About a quarter of Manchester’s students are from overseas and are lured in part by the cosmopolitan mix of the city and its proximity to an international airport. The university has also put “a lot of effort into attracting” these undergraduates – who pay higher fees than their British peers – through marketing overseas as well as helping with visas, orientation and advice.

While overseas students are critical to the university’s bottom line, there are also challenges. Prof Rothwell worries that the student population could become divided by nationality. “When you have a large international population it may be easier for them to segregate and spend time together. We try to prise them apart.” There are also, inevitably, problems with homesickness and those that come from unstable countries. She also fears that universities’ desire to lure overseas students could mean that standards decline as barriers to entry are dropped. The knock-on effect would mean that future generations of foreign students choose to go elsewhere, notably to the US.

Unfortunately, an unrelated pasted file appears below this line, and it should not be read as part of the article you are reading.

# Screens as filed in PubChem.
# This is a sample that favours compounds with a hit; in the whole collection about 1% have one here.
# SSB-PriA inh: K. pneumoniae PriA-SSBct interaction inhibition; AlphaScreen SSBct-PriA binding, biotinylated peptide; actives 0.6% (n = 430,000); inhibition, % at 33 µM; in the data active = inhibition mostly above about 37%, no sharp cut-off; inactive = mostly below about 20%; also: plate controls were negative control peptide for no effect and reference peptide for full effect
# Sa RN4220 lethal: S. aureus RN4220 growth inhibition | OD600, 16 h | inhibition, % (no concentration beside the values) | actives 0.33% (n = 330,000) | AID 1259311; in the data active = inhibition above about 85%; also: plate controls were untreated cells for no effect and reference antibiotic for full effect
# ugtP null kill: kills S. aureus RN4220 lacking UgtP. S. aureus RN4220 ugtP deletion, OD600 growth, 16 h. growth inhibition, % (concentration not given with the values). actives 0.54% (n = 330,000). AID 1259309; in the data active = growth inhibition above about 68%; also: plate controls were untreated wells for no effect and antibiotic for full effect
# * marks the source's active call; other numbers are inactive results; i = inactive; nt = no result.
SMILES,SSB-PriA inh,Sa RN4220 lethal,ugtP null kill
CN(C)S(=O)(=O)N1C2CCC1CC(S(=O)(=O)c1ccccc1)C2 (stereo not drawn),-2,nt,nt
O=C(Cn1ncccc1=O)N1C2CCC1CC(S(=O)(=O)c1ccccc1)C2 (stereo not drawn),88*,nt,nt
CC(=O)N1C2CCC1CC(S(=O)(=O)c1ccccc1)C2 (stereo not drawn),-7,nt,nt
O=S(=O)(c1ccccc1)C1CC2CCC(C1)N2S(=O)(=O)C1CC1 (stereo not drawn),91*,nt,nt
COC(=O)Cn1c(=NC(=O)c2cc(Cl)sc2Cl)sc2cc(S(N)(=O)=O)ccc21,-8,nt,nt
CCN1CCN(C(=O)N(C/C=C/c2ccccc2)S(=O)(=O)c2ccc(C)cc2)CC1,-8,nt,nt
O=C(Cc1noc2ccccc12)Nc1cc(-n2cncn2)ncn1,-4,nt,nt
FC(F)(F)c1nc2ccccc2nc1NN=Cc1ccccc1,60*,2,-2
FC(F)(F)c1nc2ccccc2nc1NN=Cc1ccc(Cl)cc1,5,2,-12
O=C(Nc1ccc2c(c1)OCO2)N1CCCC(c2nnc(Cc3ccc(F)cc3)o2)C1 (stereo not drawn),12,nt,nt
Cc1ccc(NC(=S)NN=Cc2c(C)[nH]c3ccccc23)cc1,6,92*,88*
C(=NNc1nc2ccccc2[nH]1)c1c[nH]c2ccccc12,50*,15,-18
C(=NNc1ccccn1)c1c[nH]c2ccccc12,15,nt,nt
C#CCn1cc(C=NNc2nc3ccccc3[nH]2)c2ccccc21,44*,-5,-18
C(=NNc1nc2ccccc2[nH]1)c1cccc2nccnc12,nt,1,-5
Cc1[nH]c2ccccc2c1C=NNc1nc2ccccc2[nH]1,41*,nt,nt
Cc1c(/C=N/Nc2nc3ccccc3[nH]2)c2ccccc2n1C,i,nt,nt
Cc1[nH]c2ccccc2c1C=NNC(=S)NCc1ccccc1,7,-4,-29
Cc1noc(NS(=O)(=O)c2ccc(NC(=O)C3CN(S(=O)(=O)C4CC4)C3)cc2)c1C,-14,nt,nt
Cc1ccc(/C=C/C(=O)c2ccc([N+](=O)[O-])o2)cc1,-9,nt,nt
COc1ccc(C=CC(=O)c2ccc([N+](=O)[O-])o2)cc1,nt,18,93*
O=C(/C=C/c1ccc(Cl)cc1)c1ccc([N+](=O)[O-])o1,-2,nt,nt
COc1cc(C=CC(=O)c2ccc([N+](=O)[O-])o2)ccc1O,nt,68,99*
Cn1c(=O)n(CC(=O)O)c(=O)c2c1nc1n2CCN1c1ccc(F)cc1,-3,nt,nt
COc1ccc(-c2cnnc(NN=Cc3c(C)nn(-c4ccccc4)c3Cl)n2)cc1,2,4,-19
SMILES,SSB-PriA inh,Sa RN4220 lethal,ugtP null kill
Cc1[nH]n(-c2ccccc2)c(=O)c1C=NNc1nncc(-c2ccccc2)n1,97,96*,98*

Money is a perennial problem: there is “never enough”, according to Prof Rothwell. “All universities look at efficiency savings with public funding effectively declining. There is no guarantee of capital funding – we have been good at winning competitions, but you can’t plan for winning a competition. That’s tough. It’s not just buildings we need but great libraries and updated equipment.”